Basic screen printing
Get started with the basics of screen printing with James Hill .
Learn how to make a screen with a small gap (snap) between the paper and screen, and block holes in the mesh using paper stencils or paintable filler to create a desired print.
Discover the effectiveness of resist methods using oil pastels to create lines. After drying, ink is applied at one end and a squeegee is used to transfer the ink onto the paper for a sharp, clean print. Advanced techniques such as mono-printing and blends can take your work to the next level. Get advice on setting up a screen printing station at home.
Screen printing using photo stencils
Unleash endless possibilities with photo screen printing. Immerse yourself in the art of creating sophisticated images ranging from scanned photographic media to flat surfaces of pure color, bold charcoal drawings, or subtle watercolor washes. Utilize computer technology to scan and separate images through Photoshop, or make a print using the original hand-drawn positive. The process involves applying photo emulsion to the screen, exposing it to UV light with the positive in between, and washing away the unexposed areas with water.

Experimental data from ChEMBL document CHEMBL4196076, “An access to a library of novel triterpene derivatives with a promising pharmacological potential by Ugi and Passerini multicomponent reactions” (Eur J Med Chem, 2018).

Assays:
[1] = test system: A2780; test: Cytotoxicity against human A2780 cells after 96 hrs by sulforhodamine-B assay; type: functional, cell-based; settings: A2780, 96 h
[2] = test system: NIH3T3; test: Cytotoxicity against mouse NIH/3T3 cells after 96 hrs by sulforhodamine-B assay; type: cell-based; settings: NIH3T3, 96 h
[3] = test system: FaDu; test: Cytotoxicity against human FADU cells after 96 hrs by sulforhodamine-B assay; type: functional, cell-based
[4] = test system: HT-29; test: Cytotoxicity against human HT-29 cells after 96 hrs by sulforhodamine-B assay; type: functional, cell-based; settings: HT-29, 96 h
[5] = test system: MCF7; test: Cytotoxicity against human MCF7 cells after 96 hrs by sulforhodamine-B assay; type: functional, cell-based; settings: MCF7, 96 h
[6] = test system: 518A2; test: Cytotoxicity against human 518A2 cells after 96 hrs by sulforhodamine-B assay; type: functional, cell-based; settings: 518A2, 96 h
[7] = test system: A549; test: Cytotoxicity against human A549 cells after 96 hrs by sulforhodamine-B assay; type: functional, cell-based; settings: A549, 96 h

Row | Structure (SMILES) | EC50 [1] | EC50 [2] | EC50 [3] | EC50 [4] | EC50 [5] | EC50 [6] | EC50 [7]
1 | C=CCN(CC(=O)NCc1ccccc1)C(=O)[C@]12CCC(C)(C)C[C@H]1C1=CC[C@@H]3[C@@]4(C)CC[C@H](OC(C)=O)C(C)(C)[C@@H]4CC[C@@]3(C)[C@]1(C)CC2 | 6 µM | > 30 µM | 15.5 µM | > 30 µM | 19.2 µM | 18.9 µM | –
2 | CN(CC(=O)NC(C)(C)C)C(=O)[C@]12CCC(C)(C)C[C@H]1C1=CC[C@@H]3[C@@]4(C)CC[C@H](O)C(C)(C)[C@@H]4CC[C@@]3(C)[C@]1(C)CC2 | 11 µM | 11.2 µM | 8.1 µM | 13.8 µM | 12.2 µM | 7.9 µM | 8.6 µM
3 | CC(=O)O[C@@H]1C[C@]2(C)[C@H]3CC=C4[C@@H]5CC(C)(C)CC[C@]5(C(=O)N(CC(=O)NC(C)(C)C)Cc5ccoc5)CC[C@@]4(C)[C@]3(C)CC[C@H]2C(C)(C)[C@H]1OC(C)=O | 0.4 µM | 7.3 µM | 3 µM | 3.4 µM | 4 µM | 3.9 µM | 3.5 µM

Screen printing, also known as silk screen or serigraph, is a widely used and highly popular fine art printing process known for its speed.
Advances in computer technology have made it easier to scan and separate images using Photoshop. However, using hand-drawn positives made with a clear grained film (tru-grain) is still considered the most traditional way of making a print. Both techniques require the application of photo emulsion to the screen and exposing it to UV light with the positive in between. The unexposed areas wash away with water, leaving only the areas that will allow ink to pass through. The photo emulsion is typically applied to the screen with a trough and dried before use.
Take your screen printing skills to the next level with our t-shirt printing course. Learn how to print a 3-color design onto t-shirts using a 3-color press. Prepare screens and coat them with light-sensitive emulsion, create a positive using photo-shop or hand-drawn film, and expose the image to ultraviolet light. Develop the image with water and a pressure washer, then print wet-on-wet ink in rotation on t-shirts. You can even replicate the t-shirt printer design and start your own t-shirt printing business at home.